Price and guest ratings carry more weight than brand as key attributes to accom selection, says a new study, with consumers happier to pay more for a top-rated property than a brand name.
The data from Unabashed Research and Expedia Group found price to be the most influential driver of hotel selection, consumers prioritising value above all else when allocating their travel budgets.
“While consumers want the best deal on travel bookings, their individual selections ultimately reflect their values,” said Abhijit Pal, head of research for Expedia Group.
“The consumer searching for a budget accommodation will look for the best value within their constraints, while someone with more disposable income may prefer a luxury option and be willing to pay more per night, but not more than they have to.”
Guest ratings have a strong influence on selection, with a 72 percent chance that any consumer will value guest ratings higher than hotel brand according to the study.
It found consumers were willing to pay more for higher guest reviews – and considerably more so than for more premium brands. Participants overall were willing to pay more for a hotel with higher guest ratings: 24 percent more for a 3.9 rated hotel versus a 3.4 rated hotel, and 35 percent more for a 4.4 rated hotel versus a 3.9 rated hotel.“Peer, or guest ratings have essentially levelled the playing field for independent hotels, as more potential guests seek out third party endorsements for hotel properties they are considering,” said Jamie Griego, director of market management at Expedia Group.
Hotel brand did carry a slight advantage over other attributes, including remodel callouts, room image and star ratings, according to the study. Premium brands showed more influence on selection, with shoppers rewarding those brands with some average daily rate premium, albeit not to the same extent as high guest ratings.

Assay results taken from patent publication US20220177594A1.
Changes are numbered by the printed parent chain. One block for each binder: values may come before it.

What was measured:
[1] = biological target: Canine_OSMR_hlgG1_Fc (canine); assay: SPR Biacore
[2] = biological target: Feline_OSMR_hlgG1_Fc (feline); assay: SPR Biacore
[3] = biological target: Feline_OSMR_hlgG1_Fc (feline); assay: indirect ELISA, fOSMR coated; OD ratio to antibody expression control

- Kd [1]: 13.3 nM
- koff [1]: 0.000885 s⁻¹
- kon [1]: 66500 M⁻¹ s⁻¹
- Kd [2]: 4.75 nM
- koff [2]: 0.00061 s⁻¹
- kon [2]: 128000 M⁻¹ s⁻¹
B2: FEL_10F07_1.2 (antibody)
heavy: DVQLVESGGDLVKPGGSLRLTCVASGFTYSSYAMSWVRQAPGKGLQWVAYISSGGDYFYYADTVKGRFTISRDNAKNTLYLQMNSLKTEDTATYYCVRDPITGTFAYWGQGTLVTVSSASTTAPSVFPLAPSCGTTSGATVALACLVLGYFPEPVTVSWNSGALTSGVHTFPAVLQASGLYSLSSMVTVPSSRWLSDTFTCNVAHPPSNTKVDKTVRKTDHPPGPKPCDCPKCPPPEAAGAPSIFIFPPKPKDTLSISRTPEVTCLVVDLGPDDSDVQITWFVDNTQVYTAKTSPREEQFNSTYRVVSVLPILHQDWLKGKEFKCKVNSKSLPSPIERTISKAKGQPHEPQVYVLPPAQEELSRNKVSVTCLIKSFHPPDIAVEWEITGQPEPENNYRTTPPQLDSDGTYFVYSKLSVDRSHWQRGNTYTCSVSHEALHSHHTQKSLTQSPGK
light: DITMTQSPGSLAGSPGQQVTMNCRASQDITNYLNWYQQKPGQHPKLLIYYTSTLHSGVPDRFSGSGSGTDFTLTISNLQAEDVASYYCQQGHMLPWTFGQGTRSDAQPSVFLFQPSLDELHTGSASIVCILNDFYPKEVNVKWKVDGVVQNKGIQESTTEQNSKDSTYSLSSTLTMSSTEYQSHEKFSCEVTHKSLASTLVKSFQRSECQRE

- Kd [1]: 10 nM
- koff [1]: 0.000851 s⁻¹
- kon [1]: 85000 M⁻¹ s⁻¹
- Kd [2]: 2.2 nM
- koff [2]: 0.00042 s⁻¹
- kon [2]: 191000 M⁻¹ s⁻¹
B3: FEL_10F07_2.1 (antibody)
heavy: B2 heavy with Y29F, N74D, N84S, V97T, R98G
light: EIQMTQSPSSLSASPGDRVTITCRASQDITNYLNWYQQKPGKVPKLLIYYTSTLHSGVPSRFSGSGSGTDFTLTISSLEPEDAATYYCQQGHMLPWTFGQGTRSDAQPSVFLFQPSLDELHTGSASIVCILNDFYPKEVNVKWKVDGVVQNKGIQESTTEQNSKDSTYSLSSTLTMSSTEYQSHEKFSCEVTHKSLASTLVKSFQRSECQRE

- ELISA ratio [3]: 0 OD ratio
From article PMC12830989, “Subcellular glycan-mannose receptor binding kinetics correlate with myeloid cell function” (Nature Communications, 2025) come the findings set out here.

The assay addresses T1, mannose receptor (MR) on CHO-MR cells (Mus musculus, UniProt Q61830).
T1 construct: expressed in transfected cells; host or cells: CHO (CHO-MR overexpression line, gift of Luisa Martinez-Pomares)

Bradley Woods, acting CEO of Tourism Accommodation Australia, agreed that an increasing reliance on technology and peer view platforms has led to guests placing “more importance on other people’s experience”.
“Hotel brands still can, however, play a substantial role in the guest’s review, particularly where a brand standard has a focus on guest experience,” he argued.
“There is now a greater imperative on delivering outstanding service, as the influence of a positive or a negative online review is now far more influential than it was a decade ago.
“The results of the Expedia research demonstrate that hotels should maintain a focus on providing the best guest experience possible and ultimately ensure positive guest reviews, but it does not eliminate the importance of brands and brand standards.”
A recent Cornell University study of some 95,000 reviews and ratings for independent high-end properties found that “the key drivers in customer satisfaction remain service and room”.
It concluded: “Hoteliers should therefore focus on the operational areas that speak volumes about service and room, such as appropriately friendly service throughout the property, as well as the quality of beds and ensuring a good night’s sleep for the guest.
“The traditional lodging service that delivers a good night’s sleep in a clean, well-functioning room, together with availability of an excellent breakfast, remains central to customer satisfaction.”
Although the Expedia study is based on feedback from US travellers, the online travel agent argues its insights are important to Australian hoteliers as America remains one of our top feeder markets, accounting for almost 800,000 arrivals annually and contributing $3.8 billion to local tourism in 2018.
“The research results are telling,” said Mr Griego.
“As guest ratings carry more weight than brand when it comes to making a booking, hoteliers, especially those independent ones who don’t have huge budgets on marketing, should focus on providing best services to guests during their stay so as to gather more positive reviews.
“This ultimately help hoteliers increase conversion and drive revenue.”